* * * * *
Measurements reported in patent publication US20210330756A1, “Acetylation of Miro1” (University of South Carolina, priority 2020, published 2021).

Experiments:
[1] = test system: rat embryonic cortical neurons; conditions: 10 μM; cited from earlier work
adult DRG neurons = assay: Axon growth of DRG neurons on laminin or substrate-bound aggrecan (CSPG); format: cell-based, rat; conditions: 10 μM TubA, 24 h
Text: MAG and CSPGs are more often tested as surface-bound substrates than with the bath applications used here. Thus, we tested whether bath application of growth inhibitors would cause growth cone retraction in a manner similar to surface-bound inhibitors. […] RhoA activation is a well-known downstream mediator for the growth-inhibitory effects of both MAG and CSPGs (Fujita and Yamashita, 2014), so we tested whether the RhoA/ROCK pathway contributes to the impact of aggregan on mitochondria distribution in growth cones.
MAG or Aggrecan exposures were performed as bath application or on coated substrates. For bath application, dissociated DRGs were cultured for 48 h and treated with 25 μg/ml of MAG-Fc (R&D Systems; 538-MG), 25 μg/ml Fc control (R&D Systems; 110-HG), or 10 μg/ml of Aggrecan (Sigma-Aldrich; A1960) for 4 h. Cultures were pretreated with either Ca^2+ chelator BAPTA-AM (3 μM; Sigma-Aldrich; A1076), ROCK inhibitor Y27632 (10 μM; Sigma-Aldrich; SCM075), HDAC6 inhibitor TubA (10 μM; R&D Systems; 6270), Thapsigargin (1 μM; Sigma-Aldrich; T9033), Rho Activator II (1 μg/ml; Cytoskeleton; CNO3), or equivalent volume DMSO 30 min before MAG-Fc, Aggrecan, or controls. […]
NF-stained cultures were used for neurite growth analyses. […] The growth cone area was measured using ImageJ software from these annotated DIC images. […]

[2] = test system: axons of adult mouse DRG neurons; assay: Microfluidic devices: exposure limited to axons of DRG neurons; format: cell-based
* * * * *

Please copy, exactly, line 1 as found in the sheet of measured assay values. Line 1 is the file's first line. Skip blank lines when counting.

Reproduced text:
Measurements reported in patent publication US20210330756A1, “Acetylation of Miro1” (University of South Carolina, priority 2020, published 2021).